Volume 580, August 2015
|Number of page(s)||11|
|Published online||07 August 2015|
Temporal evolution of the size and temperature of Betelgeuse’s extended atmosphere
1 Department of Earth and Space Sciences, Chalmers University of Technology, Onsala Space Observatory, 439 92 Onsala, Sweden
2 Center for Astrophysics and Space Astronomy, University of Colorado, 389 UCB, Boulder, CO 80309, USA
3 Department of Astrophysics and Planetary Science, Villanova University, Villanova, PA 19085, USA
4 Jodrell Bank Centre for Astrophysics, School of Physics and Astronomy, University of Manchester, Manchester M13 9PL, UK
Received: 19 March 2015
Accepted: 16 June 2015
Spatially resolved multi-wavelength centimeter continuum observations of cool evolved stars can not only constrain the morphology of the radio emitting regions, but can also directly probe the mean gas temperature at various depths of the star’s extended atmosphere. Here, we use the Very Large Array (VLA) in the A configuration with the Pie Town (PT) Very Long Baseline Array (VLBA) antenna to spatially resolve the extended atmosphere of Betelgeuse over multiple epochs at 0.7, 1.3, 2.0, 3.5, and 6.1 cm. The extended atmosphere deviates from circular symmetry at all wavelengths while at some epochs we find possible evidence for small pockets of gas significantly cooler than the mean global temperature. We find no evidence for the recently reported e-MERLIN radio hotspots in any of our multi-epoch VLA/PT data, despite having sufficient spatial resolution and sensitivity at short wavelengths, and conclude that these radio hotspots are most likely interferometric artefacts. The mean gas temperature of the extended atmosphere has a typical value of 3000 K at 2 R⋆ and decreases to 1800 K at 6 R⋆, in broad agreement with the findings of the single epoch study from Lim et al. (1998, Nature, 392, 575). The overall temperature profile of the extended atmosphere between 2 R⋆ ≲ r ≲ 6 R⋆ can be described by a power law of the form Tgas(r) ∝ r-0.6, with temporal variability of a few 100 K evident at some epochs. Finally, we present over 12 yr of V band photometry, part of which overlaps our multi-epoch radio data. We find a correlation between the fractional flux density variability at V band with most radio wavelengths. This correlation is likely due to shock waves induced by stellar pulsations, which heat the inner atmosphere and ionize the more extended atmosphere through radiative means. Stellar pulsations may play an important role in exciting Betelgeuse’s extended atmosphere.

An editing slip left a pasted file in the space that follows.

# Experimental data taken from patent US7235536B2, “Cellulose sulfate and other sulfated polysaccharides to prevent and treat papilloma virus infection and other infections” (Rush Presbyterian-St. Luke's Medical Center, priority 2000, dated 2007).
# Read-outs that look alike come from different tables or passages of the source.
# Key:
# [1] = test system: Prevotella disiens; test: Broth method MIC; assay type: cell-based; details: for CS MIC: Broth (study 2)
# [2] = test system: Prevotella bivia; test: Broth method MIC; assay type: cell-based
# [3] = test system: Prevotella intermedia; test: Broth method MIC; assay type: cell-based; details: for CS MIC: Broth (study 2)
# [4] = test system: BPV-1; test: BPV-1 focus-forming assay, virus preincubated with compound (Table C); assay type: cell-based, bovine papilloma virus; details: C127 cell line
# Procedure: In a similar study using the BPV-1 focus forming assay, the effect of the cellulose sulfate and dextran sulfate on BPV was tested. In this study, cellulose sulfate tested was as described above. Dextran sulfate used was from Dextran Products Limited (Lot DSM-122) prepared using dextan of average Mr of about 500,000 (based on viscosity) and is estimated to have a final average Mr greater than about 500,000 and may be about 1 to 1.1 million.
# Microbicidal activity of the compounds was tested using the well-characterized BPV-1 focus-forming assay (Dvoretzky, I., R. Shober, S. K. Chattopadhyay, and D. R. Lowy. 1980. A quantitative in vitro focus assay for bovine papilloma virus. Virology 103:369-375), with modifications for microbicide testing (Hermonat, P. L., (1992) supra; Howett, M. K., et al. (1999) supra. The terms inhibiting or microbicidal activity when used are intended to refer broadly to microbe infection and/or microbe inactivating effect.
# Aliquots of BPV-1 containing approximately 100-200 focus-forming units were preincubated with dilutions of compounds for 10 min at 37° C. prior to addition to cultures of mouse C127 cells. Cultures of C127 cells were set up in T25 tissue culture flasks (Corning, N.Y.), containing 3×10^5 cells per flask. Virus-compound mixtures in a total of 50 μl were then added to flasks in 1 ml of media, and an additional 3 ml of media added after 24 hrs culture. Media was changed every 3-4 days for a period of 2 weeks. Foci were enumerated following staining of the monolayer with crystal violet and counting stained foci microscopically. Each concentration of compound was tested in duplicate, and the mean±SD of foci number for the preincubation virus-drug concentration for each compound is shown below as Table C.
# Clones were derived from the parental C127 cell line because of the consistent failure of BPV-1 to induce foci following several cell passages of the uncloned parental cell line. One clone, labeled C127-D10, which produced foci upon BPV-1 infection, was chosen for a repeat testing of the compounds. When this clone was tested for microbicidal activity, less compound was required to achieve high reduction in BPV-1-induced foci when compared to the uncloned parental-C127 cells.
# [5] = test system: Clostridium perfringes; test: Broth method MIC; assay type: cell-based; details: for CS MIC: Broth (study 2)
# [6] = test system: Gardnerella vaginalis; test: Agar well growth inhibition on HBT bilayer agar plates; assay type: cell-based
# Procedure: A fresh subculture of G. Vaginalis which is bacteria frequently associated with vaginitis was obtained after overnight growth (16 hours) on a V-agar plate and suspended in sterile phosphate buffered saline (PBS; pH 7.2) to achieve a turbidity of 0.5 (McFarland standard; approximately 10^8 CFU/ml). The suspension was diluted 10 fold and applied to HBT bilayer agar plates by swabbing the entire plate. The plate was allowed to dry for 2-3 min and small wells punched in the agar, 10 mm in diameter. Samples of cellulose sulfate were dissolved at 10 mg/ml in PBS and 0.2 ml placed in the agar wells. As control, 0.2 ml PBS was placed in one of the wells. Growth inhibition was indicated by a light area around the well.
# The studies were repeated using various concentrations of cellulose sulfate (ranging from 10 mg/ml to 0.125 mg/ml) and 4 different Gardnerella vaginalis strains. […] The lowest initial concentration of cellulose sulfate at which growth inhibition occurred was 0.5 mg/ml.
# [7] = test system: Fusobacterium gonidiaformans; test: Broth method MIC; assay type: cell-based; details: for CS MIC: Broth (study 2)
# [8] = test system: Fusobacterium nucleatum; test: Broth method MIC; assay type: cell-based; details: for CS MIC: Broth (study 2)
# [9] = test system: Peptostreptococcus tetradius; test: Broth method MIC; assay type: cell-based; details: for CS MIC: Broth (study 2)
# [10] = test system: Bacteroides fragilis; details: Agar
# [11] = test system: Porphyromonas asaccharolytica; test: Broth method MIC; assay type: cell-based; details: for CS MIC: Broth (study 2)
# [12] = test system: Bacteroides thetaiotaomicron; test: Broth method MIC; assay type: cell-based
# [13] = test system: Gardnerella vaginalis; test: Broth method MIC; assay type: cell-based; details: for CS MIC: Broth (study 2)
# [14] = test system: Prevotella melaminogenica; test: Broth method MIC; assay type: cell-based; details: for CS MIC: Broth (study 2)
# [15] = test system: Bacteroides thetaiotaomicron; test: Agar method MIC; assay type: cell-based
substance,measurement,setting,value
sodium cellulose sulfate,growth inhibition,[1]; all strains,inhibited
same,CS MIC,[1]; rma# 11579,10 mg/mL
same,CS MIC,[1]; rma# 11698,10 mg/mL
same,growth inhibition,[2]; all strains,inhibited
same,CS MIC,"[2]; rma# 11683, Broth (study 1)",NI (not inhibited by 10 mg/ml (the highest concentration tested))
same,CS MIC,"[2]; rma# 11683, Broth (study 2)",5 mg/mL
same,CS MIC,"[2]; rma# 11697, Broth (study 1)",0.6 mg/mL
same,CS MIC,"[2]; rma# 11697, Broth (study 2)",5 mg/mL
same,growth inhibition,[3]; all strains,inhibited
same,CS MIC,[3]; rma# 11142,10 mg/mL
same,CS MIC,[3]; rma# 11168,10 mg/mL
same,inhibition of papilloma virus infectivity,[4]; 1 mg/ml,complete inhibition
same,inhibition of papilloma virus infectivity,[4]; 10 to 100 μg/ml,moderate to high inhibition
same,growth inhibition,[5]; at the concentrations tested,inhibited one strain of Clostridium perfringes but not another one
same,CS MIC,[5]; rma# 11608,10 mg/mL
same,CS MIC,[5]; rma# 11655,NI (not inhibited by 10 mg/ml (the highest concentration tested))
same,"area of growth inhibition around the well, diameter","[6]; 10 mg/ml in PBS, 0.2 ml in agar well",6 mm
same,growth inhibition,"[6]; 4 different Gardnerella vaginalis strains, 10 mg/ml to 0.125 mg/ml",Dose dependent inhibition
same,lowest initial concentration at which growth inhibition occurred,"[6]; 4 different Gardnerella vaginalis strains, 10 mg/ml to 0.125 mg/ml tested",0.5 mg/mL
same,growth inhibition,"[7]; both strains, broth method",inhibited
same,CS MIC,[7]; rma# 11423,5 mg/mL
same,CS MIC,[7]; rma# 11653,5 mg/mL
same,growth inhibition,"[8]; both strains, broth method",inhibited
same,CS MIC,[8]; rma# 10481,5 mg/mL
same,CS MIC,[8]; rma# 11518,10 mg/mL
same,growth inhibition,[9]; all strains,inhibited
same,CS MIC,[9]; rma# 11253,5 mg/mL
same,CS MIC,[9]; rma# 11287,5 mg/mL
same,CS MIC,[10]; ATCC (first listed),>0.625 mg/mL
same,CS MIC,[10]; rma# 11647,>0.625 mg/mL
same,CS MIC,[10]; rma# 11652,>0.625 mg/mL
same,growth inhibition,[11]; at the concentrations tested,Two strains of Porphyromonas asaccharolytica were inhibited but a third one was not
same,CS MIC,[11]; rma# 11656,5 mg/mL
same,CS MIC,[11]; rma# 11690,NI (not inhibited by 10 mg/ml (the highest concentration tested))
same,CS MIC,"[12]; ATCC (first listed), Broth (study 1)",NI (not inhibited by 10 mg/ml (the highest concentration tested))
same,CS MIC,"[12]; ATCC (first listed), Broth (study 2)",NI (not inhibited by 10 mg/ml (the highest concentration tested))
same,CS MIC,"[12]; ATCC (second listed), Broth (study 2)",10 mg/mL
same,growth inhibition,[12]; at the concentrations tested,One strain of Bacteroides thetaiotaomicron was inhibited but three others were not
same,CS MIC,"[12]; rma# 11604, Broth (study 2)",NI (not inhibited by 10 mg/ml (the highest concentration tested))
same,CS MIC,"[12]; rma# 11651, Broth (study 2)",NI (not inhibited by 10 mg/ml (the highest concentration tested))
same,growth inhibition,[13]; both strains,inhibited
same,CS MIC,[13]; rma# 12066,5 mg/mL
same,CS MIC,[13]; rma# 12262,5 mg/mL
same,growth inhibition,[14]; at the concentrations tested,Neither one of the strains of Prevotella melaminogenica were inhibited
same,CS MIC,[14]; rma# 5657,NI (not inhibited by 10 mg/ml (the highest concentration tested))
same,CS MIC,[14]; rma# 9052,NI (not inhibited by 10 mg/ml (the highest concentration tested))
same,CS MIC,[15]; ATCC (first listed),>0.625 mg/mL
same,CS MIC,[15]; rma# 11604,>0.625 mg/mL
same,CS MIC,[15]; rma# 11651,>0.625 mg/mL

Key words: stars: atmospheres / stars: massive / stars: late-type / supergiants / stars: individual: Betelgeuse / stars: mass-loss
© ESO, 2015
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